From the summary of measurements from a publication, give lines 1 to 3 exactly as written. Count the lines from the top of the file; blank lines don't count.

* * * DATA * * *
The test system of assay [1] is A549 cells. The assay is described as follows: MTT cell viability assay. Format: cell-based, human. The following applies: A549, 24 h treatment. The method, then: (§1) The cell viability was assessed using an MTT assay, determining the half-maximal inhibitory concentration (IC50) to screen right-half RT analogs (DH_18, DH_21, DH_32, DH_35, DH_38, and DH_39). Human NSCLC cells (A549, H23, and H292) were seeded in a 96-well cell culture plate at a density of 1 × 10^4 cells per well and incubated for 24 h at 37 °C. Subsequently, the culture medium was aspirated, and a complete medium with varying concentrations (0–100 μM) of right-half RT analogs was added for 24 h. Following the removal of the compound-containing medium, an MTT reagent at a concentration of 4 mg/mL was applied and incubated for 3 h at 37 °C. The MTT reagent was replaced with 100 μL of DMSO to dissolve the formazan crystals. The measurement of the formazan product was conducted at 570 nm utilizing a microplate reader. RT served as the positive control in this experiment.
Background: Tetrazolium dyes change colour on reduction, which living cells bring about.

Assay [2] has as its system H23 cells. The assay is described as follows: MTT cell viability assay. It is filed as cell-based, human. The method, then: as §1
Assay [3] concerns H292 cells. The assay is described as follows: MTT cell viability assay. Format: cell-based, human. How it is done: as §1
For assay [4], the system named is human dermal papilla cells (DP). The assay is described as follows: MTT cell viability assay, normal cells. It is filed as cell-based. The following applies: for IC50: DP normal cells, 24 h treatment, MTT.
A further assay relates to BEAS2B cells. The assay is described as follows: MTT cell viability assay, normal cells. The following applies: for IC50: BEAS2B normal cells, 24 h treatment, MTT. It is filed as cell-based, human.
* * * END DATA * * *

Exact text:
The test system of assay [1] is A549 cells. The assay is described as follows: MTT cell viability assay. Format: cell-based, human. The following applies: A549, 24 h treatment. The method, then: (§1) The cell viability was assessed using an MTT assay, determining the half-maximal inhibitory concentration (IC50) to screen right-half RT analogs (DH_18, DH_21, DH_32, DH_35, DH_38, and DH_39). Human NSCLC cells (A549, H23, and H292) were seeded in a 96-well cell culture plate at a density of 1 × 10^4 cells per well and incubated for 24 h at 37 °C. Subsequently, the culture medium was aspirated, and a complete medium with varying concentrations (0–100 μM) of right-half RT analogs was added for 24 h. Following the removal of the compound-containing medium, an MTT reagent at a concentration of 4 mg/mL was applied and incubated for 3 h at 37 °C. The MTT reagent was replaced with 100 μL of DMSO to dissolve the formazan crystals. The measurement of the formazan product was conducted at 570 nm utilizing a microplate reader. RT served as the positive control in this experiment.
Background: Tetrazolium dyes change colour on reduction, which living cells bring about.

Assay [2] has as its system H23 cells. The assay is described as follows: MTT cell viability assay. It is filed as cell-based, human. The method, then: as §1